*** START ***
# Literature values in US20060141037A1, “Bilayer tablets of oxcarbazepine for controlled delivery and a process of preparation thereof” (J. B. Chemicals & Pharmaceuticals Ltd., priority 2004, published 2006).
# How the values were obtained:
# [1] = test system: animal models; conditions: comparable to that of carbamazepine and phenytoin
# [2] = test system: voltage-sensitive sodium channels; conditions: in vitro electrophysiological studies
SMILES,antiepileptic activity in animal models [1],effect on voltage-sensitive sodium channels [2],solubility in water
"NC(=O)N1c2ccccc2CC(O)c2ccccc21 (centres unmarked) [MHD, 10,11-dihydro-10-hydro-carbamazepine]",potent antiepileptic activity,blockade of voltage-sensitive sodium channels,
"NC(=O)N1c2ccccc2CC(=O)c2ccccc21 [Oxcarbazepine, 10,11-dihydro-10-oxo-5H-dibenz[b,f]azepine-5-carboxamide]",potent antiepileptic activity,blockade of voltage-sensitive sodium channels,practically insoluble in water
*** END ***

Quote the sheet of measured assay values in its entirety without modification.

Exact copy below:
# Literature values in US20060141037A1, “Bilayer tablets of oxcarbazepine for controlled delivery and a process of preparation thereof” (J. B. Chemicals & Pharmaceuticals Ltd., priority 2004, published 2006).
# How the values were obtained:
# [1] = test system: animal models; conditions: comparable to that of carbamazepine and phenytoin
# [2] = test system: voltage-sensitive sodium channels; conditions: in vitro electrophysiological studies
SMILES,antiepileptic activity in animal models [1],effect on voltage-sensitive sodium channels [2],solubility in water
"NC(=O)N1c2ccccc2CC(O)c2ccccc21 (centres unmarked) [MHD, 10,11-dihydro-10-hydro-carbamazepine]",potent antiepileptic activity,blockade of voltage-sensitive sodium channels,
"NC(=O)N1c2ccccc2CC(=O)c2ccccc21 [Oxcarbazepine, 10,11-dihydro-10-oxo-5H-dibenz[b,f]azepine-5-carboxamide]",potent antiepileptic activity,blockade of voltage-sensitive sodium channels,practically insoluble in water